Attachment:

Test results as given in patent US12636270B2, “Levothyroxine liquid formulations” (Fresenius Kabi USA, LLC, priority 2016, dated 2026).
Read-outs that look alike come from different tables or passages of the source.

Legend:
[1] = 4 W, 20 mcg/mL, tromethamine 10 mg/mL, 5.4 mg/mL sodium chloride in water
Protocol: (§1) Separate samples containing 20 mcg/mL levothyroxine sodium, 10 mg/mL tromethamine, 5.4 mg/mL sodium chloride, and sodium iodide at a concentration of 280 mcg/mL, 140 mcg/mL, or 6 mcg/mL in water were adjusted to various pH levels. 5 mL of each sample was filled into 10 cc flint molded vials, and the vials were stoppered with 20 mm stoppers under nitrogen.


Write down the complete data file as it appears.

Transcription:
Test results as given in patent US12636270B2, “Levothyroxine liquid formulations” (Fresenius Kabi USA, LLC, priority 2016, dated 2026).
Read-outs that look alike come from different tables or passages of the source.

Legend:
[1] = 4 W, 20 mcg/mL, tromethamine 10 mg/mL, 5.4 mg/mL sodium chloride in water
Protocol: (§1) Separate samples containing 20 mcg/mL levothyroxine sodium, 10 mg/mL tromethamine, 5.4 mg/mL sodium chloride, and sodium iodide at a concentration of 280 mcg/mL, 140 mcg/mL, or 6 mcg/mL in water were adjusted to various pH levels. 5 mL of each sample was filled into 10 cc flint molded vials, and the vials were stoppered with 20 mm stoppers under nitrogen.